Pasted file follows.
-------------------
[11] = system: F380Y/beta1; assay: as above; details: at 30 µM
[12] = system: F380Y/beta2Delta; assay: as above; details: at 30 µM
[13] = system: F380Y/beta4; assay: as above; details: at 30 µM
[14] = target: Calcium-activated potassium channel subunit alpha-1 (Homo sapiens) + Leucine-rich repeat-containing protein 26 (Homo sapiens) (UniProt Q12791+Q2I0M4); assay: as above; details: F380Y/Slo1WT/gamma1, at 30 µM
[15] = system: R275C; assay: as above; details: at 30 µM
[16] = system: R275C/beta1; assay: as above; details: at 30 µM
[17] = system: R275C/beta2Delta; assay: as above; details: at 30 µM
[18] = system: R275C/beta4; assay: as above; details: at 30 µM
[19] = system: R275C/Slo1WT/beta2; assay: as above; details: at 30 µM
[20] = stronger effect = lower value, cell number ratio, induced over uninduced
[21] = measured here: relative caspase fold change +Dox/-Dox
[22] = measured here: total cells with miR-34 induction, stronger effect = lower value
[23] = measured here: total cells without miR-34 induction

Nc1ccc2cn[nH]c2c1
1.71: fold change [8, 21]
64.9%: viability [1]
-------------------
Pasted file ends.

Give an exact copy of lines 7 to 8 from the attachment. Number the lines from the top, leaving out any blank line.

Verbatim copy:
[17] = system: R275C/beta2Delta; assay: as above; details: at 30 µM
[18] = system: R275C/beta4; assay: as above; details: at 30 µM